Conceptually note that power can be affected by different issues; for example in a binomial setting as the one you seem to work with, overdispersion is one of the main cause of power drain. Moreover, consider that there are two more major kind of power analysis: post hoc and a priori; you might want to employ them complementary to your simulations. In the case of post hoc analysis you use your fitted model to your F-values, degrees of freedom, etc. and make the calculation for your particular model. In the case of a priori power analysis you can use calculations based on the analytical formulas where you constructed an exemplary dataset based on a hypothetical study. The book by Gałecki & Burzykowski Linear Mixed-Effects Models Using R A Step-by-Step Approach (Chapt. 20) touched upon this matter in detail; but as the authors conclude: "In summary, the simulation approach to power calculations is attractive, due to its flexibility. It can prove especially useful if the impact of various mechanisms of missing values needs to be investigated.". As a final note I think that (for background at least) Lenth's paper: Some practical guidelines for effective sample size determination and MacCallum's et al. paper: Power analysis and determination of sample size for covariance structure modeling are a bit of a modern classics so you might want to consider giving them a quick look.

As mentioned by @mark999 (+1) the above statement while true do not really answer the question in a fully straightforward manner. The alternative to this power-analysis approach is to focus on some kind of $R^2$ for GLMMs. In that sense something in line of Nakagawa & Schielzeth's A general and simple method for obtaining R2 from generalized linear mixed-effects models is perfectly fine. To that extent you might want to also see Feingold, 2013: A Regression Framework for Effect Size Assessments in Longitudinal Modeling of Group Differences which seems to be concerned with roughly the same issues.

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    $\begingroup$ I don't see how a power analysis would answer the question. $\endgroup$ – mark999 Jan 28 '16 at 8:09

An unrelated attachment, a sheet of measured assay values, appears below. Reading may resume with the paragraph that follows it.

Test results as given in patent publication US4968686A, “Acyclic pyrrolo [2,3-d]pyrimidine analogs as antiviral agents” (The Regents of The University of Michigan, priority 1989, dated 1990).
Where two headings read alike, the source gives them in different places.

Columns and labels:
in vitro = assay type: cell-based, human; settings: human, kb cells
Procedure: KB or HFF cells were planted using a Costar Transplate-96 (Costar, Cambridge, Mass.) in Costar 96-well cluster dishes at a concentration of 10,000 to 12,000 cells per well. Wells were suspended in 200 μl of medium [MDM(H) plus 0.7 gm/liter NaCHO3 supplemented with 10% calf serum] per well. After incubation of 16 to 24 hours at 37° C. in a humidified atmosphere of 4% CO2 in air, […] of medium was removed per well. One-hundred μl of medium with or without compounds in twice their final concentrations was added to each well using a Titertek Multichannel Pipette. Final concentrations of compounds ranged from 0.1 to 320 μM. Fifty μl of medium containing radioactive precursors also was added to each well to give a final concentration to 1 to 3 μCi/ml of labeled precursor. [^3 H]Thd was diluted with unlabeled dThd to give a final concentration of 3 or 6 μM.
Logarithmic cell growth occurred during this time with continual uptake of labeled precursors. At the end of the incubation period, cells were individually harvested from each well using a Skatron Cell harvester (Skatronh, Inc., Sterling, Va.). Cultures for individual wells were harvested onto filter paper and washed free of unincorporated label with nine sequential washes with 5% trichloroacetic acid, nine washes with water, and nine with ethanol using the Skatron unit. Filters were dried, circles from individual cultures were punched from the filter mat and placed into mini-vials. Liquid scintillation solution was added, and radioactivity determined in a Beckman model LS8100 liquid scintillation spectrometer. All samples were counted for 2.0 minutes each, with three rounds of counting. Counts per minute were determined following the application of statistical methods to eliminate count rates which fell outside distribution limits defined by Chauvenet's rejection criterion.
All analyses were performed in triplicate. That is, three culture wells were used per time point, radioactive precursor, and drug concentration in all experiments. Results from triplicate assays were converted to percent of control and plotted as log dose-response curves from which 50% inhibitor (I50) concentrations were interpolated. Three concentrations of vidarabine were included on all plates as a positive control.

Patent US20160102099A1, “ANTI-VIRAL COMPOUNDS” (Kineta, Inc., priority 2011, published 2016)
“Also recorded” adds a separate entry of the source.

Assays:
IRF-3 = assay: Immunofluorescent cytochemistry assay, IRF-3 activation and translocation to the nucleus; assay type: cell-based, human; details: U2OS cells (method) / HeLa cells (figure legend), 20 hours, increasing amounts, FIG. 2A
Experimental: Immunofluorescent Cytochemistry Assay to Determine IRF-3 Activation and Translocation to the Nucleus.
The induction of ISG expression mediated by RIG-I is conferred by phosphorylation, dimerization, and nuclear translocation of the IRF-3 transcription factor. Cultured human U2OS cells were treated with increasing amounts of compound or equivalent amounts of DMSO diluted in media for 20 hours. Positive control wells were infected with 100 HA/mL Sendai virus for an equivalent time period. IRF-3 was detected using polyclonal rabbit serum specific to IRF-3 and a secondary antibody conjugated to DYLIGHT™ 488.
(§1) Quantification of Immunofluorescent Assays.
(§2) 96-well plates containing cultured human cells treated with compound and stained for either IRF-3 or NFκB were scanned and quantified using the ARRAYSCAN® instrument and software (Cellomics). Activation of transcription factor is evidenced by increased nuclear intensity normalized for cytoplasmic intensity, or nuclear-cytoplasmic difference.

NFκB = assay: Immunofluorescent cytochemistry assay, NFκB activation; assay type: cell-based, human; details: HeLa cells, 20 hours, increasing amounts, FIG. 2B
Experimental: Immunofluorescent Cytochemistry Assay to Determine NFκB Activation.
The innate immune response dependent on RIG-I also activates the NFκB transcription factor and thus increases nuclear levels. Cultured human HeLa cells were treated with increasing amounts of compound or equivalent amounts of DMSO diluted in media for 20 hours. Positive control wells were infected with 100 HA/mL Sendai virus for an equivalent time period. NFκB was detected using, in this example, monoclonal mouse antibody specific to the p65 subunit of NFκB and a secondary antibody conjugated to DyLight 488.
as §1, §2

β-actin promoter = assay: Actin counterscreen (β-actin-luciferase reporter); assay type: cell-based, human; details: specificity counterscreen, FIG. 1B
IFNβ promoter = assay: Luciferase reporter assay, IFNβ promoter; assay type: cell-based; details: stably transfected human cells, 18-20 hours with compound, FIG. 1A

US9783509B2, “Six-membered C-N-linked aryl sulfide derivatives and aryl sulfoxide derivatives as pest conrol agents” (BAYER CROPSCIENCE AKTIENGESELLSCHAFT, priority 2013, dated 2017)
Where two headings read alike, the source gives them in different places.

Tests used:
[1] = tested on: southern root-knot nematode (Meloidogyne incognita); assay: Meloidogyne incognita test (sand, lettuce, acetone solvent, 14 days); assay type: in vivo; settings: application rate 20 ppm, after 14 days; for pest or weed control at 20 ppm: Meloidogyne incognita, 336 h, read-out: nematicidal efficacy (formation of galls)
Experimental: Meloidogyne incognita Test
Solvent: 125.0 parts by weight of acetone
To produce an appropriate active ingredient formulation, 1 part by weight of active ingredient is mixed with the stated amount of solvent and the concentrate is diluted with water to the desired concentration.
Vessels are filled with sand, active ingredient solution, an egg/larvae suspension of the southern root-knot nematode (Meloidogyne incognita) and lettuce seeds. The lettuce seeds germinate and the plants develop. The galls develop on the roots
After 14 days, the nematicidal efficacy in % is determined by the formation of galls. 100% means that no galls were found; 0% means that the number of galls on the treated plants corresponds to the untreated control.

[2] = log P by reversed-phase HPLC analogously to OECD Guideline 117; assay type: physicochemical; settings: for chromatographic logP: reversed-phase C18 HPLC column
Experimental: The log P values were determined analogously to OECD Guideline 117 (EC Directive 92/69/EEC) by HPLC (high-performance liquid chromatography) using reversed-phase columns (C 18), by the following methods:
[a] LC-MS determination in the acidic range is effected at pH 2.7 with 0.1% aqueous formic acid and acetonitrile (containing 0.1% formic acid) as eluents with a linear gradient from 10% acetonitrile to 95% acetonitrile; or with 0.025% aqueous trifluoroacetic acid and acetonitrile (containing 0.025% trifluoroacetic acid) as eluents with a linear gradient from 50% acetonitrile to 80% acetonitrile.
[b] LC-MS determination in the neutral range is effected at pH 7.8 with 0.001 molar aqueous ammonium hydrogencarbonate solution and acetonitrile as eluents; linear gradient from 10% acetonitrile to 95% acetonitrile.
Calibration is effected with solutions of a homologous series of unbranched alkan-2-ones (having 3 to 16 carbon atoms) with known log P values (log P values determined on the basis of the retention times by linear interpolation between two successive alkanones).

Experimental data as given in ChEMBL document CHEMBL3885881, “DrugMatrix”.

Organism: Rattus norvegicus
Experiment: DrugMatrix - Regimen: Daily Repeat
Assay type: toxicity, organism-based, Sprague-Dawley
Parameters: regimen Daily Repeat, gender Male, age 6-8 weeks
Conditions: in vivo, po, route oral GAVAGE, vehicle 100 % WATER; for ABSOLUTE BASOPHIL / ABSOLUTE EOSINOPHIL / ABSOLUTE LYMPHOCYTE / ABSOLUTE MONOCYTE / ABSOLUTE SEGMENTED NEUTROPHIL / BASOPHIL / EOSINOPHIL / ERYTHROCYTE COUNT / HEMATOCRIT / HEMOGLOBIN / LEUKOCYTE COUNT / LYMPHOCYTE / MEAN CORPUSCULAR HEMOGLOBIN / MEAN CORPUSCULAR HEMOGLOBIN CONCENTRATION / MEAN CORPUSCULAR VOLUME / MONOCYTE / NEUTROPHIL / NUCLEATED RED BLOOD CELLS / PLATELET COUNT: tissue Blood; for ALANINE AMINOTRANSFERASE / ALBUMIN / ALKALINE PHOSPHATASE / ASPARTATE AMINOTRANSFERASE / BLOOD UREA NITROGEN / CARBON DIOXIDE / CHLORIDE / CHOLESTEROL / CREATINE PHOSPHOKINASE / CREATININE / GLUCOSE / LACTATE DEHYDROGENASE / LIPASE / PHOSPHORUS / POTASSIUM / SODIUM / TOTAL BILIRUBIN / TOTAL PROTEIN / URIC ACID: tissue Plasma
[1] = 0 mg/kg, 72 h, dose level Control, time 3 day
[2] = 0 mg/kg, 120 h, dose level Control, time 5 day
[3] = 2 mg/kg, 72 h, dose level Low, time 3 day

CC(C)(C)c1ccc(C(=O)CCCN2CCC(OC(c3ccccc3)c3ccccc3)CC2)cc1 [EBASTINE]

• $\begingroup$ I think it mostly does answer it, given that OP wants to have something to provide for readers to understand the data; the alternative is some kind of $R^2$. So something in line of Nakagawa & Schielzeth's A general and simple method for obtaining R2 from generalized linear mixed-effects models is perfectly fine too but I think it is less telling than an answer to the question "Will this study answer the research question posed?" (Maybe I read a bit too much into this but I think the post is helpful nevertheless.) $\endgroup$ – usεr11852 says Reinstate Monic Jan 28 '16 at 8:44
  • $\begingroup$ Maybe I misunderstood the question, but I thought it was asking how to express the effect sizes of the fixed effects. I don't see how a power analysis helps with that. $\endgroup$ – mark999 Jan 28 '16 at 8:57
  • $\begingroup$ @user11852 I'm still working through everything you provided (thx!) but Nakagawa & Schielzeth is the closest to what I'm after so far $\endgroup$ – ghonke Jan 28 '16 at 18:10
  • $\begingroup$ @ghonke: Sure I am glad I could help. To both of you: Yeah, OK. As I said, I probably read a bit too much (ie. too wrong) into what the question wanted to be achieve. I was readying the Johnson et al. paper on Tuesday night so I was probably a bit eager to share it the day after! :) I 'll edit my post so it refers to N&S paper more prominently. $\endgroup$ – usεr11852 says Reinstate Monic Jan 28 '16 at 18:39